Last week, I wrote about how the Pirates are putting the ball in the air more. I focused a good chunk of that story on Gregory Polanco since he was slumping but still hitting fly balls. I interpreted that as a string of bad luck rather than the sky falling.
Since publishing, he has hit seven balls with an exit velocity of over 105 MPH. That ?s good! But he only had five hits in 28 at-bats, dropping his season batting average to .192. That ?s bad.
This is because Polanco has a hole in his swing. Actually, he has a couple. Before we get started, I suppose I should warn you that there will be plenty of charts and videos in this post. Enter at your own risk.
Let ?s see if you can spot the first one. Here are the pitch locations of Polanco ?s 20 hits this year (keep in mind these charts are all from the catcher’s perspective):
He does not have a hit on a pitch on the inner third of the plate. He isn ?t even hitting inside pitches hard. The 33 batted balls he ?s hit with an exit velocity 95+ MPH are also either on the outer part of the plate or right down the middle.
Polanco has always had some trouble with inside pitches, as evidenced by the locations of his career hits:
Surprisingly, Polanco ?s slump doesn ?t seem to be stemming from teams pounding the inside part of the plate. On Apr. 12, Polanco was slashing .262/.385/.714 with five home runs. Here is how pitchers attacked him:
Since then, he is slashing .145/.243/.226, but the pitch zone profile is practically the same. If anything, there may be a slight shift away from Polanco.
Ok, let ?s give your eyes a break with just some text for awhile.
Polanco has another noticeable hole in his swing against sliders. By hole, I mean he ?s seen 76 snappers this year and doesn ?t have a hit against one yet. He hasn ?t even hit one with an exit velocity of 90 MPH yet.
Sliders caused Polanco problems earlier in his career, but he seemed to turn the corner against the pitch last year. His wOBA against sliders in 2017 was .271, which was just one point below league average. It ?s one month into this season and his wOBA against the pitch is .109.
Again, pitchers aren ?t throwing Polanco more sliders now than they were earlier in the year, but they are throwing it to him more with two strikes. Through Apr. 12, he saw seven two strike sliders. From Apr. 13-30, he saw 18. Of those 18, he ?s whiffed four times, looked at strike three twice and put two weakly hit balls into play.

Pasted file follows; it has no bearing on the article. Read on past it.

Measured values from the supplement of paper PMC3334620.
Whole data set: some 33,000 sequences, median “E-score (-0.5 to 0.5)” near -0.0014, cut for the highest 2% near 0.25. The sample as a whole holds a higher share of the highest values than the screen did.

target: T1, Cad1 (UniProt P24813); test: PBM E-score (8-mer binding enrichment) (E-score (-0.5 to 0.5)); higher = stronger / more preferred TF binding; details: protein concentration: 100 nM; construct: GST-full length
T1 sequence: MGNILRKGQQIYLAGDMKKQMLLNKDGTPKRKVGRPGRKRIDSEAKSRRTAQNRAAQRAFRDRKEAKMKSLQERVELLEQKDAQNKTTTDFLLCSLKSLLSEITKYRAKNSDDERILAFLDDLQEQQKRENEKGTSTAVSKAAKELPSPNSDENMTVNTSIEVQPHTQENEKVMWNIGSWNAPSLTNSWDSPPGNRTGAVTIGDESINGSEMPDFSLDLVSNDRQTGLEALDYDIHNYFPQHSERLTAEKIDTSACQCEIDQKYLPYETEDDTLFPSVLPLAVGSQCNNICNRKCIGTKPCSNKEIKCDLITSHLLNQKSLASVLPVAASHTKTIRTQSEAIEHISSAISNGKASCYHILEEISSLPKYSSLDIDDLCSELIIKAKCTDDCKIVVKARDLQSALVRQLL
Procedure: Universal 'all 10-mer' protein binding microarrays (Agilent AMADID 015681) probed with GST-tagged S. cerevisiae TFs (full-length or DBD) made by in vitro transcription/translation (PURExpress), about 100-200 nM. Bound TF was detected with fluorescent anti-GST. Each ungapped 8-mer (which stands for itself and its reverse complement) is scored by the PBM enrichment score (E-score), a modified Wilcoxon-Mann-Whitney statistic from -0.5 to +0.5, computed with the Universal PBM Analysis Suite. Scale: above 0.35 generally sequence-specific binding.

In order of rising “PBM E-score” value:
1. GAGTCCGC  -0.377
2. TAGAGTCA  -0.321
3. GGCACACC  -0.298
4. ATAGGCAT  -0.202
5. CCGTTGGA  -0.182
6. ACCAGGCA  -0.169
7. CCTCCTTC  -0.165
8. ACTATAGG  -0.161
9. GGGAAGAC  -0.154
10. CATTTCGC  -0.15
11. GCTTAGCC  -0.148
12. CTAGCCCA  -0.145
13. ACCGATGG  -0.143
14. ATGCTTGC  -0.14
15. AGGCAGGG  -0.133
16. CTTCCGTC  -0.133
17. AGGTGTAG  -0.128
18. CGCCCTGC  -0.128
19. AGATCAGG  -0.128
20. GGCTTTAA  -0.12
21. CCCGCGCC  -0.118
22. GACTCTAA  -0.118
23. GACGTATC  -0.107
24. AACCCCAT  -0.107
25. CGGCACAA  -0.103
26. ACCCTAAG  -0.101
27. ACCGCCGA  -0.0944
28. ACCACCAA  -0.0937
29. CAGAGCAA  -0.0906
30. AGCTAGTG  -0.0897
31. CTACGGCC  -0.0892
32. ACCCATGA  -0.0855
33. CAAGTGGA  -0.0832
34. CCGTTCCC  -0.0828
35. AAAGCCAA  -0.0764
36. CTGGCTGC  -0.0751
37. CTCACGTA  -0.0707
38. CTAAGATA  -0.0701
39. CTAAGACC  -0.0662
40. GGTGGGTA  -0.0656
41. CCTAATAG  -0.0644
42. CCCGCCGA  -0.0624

I started this post off by saying Polanco has a couple of holes in his swing. It ?s a new swing. He raised his hands this year, now setting up roughly at eye level. The trend around baseball has been to lower the hands, but he found early success going against the grain. Here he is turning an inside changeup into a laser beam last year:
And here he is turning on a two-seamer this year with his new swing. This is the furthest inside pitch he has a hit on this year.
So is the new swing working? If you would have asked two weeks ago, the answer would have been a resounding yes. Now, it ?s questionable.
The pros of the new swing are apparent. Polanco is seeing a significant increase in his average exit velocity and is among the league leaders in fly ball percentage. Hitting the ball harder with more consistent launch should be the makings of a breakout campaign. For two weeks, it was.
But I believe raising his hands is creating a third hole in his swing — he can ?t get to the low pitch as well. Sure, a good chunk of his hits this year are around the knees, but he is making significantly less contact in the bottom third of the zone in 2018 than he did in 2017. He has also seen a dip in contact on belt-high pitches, but going lower has become the real problem.
The other two holes in his swing may actually stem from this problem. Sliders tend to be in the lower part of the zone, and if a right hander is throwing one to him, it would be cutting inside (and since he is being used as a semi-platoon, most of his at-bats will come against righties).
So should he lower his hands again? Well, he did just average hitting a ball over 105 MPH every game over the last week. Perhaps being more patient at the plate could help, or even being more aggressive to try to end at-bats before they get to two-strikes and sliders start to rear their ugly head.
There are no easy answers for Polanco right now. All we know for sure is there are some major flaws in this new swing that need ironed out.